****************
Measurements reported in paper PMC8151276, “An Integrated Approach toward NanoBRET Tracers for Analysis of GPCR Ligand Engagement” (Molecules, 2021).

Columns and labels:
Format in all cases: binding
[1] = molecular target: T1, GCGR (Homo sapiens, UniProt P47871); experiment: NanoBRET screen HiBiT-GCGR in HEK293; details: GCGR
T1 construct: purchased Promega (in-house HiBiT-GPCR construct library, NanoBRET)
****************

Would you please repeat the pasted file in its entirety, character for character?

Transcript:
Measurements reported in paper PMC8151276, “An Integrated Approach toward NanoBRET Tracers for Analysis of GPCR Ligand Engagement” (Molecules, 2021).

Columns and labels:
Format in all cases: binding
[1] = molecular target: T1, GCGR (Homo sapiens, UniProt P47871); experiment: NanoBRET screen HiBiT-GCGR in HEK293; details: GCGR
T1 construct: purchased Promega (in-house HiBiT-GPCR construct library, NanoBRET)